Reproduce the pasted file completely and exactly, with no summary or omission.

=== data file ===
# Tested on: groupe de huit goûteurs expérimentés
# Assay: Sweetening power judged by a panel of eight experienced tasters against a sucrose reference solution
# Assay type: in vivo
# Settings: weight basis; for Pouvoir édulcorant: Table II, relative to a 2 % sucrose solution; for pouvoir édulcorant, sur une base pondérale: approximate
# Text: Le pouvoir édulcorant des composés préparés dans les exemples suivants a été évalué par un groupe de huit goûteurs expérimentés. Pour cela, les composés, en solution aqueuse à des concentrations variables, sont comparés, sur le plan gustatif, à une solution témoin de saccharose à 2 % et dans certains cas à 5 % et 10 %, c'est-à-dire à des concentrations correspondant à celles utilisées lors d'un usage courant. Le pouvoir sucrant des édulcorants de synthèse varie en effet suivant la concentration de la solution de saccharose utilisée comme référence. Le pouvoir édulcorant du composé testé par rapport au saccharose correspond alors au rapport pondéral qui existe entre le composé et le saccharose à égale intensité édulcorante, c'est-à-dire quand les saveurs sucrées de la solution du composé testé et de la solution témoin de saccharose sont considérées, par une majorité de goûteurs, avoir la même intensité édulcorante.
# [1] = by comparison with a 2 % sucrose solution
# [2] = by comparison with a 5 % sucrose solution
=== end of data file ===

# Tested on: groupe de huit goûteurs expérimentés
# Assay: Sweetening power judged by a panel of eight experienced tasters against a sucrose reference solution
# Assay type: in vivo
# Settings: weight basis; for Pouvoir édulcorant: Table II, relative to a 2 % sucrose solution; for pouvoir édulcorant, sur une base pondérale: approximate
# Text: Le pouvoir édulcorant des composés préparés dans les exemples suivants a été évalué par un groupe de huit goûteurs expérimentés. Pour cela, les composés, en solution aqueuse à des concentrations variables, sont comparés, sur le plan gustatif, à une solution témoin de saccharose à 2 % et dans certains cas à 5 % et 10 %, c'est-à-dire à des concentrations correspondant à celles utilisées lors d'un usage courant. Le pouvoir sucrant des édulcorants de synthèse varie en effet suivant la concentration de la solution de saccharose utilisée comme référence. Le pouvoir édulcorant du composé testé par rapport au saccharose correspond alors au rapport pondéral qui existe entre le composé et le saccharose à égale intensité édulcorante, c'est-à-dire quand les saveurs sucrées de la solution du composé testé et de la solution témoin de saccharose sont considérées, par une majorité de goûteurs, avoir la même intensité édulcorante.
# [1] = by comparison with a 2 % sucrose solution
# [2] = by comparison with a 5 % sucrose solution